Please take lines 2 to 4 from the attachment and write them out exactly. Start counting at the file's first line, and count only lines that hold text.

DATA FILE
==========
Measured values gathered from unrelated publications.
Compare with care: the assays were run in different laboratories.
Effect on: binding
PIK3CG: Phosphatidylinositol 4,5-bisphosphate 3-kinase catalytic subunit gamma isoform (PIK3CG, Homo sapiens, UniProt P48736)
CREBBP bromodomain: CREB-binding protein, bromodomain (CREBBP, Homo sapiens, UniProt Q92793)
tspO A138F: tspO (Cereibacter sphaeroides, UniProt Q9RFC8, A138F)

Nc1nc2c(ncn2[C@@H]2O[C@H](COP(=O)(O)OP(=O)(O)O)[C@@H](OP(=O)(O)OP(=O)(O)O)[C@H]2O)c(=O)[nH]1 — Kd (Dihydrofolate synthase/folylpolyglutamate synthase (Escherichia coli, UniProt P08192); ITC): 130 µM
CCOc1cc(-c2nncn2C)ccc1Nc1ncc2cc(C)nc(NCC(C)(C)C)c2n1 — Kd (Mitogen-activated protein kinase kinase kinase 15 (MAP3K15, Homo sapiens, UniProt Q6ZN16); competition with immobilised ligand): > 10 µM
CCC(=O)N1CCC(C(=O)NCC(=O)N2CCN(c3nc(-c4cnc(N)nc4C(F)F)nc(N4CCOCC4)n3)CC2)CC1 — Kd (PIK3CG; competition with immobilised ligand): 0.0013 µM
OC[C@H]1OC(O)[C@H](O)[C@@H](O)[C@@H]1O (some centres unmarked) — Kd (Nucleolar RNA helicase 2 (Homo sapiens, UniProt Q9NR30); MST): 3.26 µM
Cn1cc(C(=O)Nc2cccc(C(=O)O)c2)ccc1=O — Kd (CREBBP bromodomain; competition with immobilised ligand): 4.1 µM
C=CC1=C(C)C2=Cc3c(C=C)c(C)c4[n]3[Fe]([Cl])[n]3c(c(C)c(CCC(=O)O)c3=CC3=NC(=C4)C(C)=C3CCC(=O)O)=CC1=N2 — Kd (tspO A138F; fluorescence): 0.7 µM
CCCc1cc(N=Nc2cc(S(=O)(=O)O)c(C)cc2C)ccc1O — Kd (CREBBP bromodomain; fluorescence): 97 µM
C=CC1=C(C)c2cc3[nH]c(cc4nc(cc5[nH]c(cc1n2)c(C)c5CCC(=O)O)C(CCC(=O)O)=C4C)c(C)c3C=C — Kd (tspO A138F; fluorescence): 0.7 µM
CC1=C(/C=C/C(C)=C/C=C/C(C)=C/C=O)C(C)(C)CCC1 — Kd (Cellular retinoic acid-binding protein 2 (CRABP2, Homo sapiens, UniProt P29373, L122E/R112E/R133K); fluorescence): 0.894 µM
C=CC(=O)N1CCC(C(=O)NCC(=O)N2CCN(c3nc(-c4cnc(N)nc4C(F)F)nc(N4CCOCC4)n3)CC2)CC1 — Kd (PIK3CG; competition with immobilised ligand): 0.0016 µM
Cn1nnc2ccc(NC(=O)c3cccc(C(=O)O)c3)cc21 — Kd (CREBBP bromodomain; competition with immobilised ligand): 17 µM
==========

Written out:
Compare with care: the assays were run in different laboratories.
Effect on: binding
PIK3CG: Phosphatidylinositol 4,5-bisphosphate 3-kinase catalytic subunit gamma isoform (PIK3CG, Homo sapiens, UniProt P48736)